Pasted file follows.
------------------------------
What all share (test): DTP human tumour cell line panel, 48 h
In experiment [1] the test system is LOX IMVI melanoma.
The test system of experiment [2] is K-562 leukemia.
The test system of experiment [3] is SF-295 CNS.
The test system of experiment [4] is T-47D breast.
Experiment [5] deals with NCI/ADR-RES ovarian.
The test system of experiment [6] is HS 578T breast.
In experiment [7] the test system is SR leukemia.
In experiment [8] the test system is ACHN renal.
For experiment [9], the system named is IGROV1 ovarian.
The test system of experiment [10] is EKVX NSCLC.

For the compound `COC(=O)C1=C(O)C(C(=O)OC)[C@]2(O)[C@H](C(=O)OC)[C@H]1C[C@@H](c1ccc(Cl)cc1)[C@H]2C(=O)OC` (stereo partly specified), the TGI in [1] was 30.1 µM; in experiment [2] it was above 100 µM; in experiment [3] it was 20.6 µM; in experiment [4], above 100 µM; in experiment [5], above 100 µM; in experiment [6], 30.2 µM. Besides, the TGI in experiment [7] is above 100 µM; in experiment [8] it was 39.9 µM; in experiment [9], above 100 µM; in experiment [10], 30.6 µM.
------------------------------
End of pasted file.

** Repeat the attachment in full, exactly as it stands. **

What all share (test): DTP human tumour cell line panel, 48 h
In experiment [1] the test system is LOX IMVI melanoma.
The test system of experiment [2] is K-562 leukemia.
The test system of experiment [3] is SF-295 CNS.
The test system of experiment [4] is T-47D breast.
Experiment [5] deals with NCI/ADR-RES ovarian.
The test system of experiment [6] is HS 578T breast.
In experiment [7] the test system is SR leukemia.
In experiment [8] the test system is ACHN renal.
For experiment [9], the system named is IGROV1 ovarian.
The test system of experiment [10] is EKVX NSCLC.

For the compound `COC(=O)C1=C(O)C(C(=O)OC)[C@]2(O)[C@H](C(=O)OC)[C@H]1C[C@@H](c1ccc(Cl)cc1)[C@H]2C(=O)OC` (stereo partly specified), the TGI in [1] was 30.1 µM; in experiment [2] it was above 100 µM; in experiment [3] it was 20.6 µM; in experiment [4], above 100 µM; in experiment [5], above 100 µM; in experiment [6], 30.2 µM. Besides, the TGI in experiment [7] is above 100 µM; in experiment [8] it was 39.9 µM; in experiment [9], above 100 µM; in experiment [10], 30.6 µM.